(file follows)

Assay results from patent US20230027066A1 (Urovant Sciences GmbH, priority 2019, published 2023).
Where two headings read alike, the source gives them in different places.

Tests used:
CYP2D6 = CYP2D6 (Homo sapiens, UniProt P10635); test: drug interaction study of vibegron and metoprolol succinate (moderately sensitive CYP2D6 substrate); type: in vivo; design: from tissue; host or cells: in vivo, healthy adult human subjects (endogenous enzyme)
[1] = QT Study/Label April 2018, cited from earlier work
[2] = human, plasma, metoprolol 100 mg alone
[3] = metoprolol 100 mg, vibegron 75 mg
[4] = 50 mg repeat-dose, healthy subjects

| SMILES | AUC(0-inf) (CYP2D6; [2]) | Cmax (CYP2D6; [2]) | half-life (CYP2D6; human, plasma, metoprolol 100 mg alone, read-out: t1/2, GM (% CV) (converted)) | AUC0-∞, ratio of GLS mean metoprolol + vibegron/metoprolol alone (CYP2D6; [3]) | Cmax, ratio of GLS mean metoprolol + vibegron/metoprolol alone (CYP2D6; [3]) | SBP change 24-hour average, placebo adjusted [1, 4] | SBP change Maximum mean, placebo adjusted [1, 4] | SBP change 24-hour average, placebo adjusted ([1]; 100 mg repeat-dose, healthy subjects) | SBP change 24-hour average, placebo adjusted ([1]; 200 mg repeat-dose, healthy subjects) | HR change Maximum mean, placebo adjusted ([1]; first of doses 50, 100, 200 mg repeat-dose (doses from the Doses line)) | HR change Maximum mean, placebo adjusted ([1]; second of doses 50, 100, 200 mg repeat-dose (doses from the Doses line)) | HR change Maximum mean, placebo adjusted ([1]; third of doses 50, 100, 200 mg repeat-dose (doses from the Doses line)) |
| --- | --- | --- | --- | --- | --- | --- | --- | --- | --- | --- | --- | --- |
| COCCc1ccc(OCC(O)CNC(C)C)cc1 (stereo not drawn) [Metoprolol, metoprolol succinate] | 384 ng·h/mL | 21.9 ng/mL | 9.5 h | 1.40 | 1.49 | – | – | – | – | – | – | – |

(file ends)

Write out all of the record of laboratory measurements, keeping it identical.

Assay results from patent US20230027066A1 (Urovant Sciences GmbH, priority 2019, published 2023).
Where two headings read alike, the source gives them in different places.

Tests used:
CYP2D6 = CYP2D6 (Homo sapiens, UniProt P10635); test: drug interaction study of vibegron and metoprolol succinate (moderately sensitive CYP2D6 substrate); type: in vivo; design: from tissue; host or cells: in vivo, healthy adult human subjects (endogenous enzyme)
[1] = QT Study/Label April 2018, cited from earlier work
[2] = human, plasma, metoprolol 100 mg alone
[3] = metoprolol 100 mg, vibegron 75 mg
[4] = 50 mg repeat-dose, healthy subjects

| SMILES | AUC(0-inf) (CYP2D6; [2]) | Cmax (CYP2D6; [2]) | half-life (CYP2D6; human, plasma, metoprolol 100 mg alone, read-out: t1/2, GM (% CV) (converted)) | AUC0-∞, ratio of GLS mean metoprolol + vibegron/metoprolol alone (CYP2D6; [3]) | Cmax, ratio of GLS mean metoprolol + vibegron/metoprolol alone (CYP2D6; [3]) | SBP change 24-hour average, placebo adjusted [1, 4] | SBP change Maximum mean, placebo adjusted [1, 4] | SBP change 24-hour average, placebo adjusted ([1]; 100 mg repeat-dose, healthy subjects) | SBP change 24-hour average, placebo adjusted ([1]; 200 mg repeat-dose, healthy subjects) | HR change Maximum mean, placebo adjusted ([1]; first of doses 50, 100, 200 mg repeat-dose (doses from the Doses line)) | HR change Maximum mean, placebo adjusted ([1]; second of doses 50, 100, 200 mg repeat-dose (doses from the Doses line)) | HR change Maximum mean, placebo adjusted ([1]; third of doses 50, 100, 200 mg repeat-dose (doses from the Doses line)) |
| --- | --- | --- | --- | --- | --- | --- | --- | --- | --- | --- | --- | --- |
| COCCc1ccc(OCC(O)CNC(C)C)cc1 (stereo not drawn) [Metoprolol, metoprolol succinate] | 384 ng·h/mL | 21.9 ng/mL | 9.5 h | 1.40 | 1.49 | – | – | – | – | – | – | – |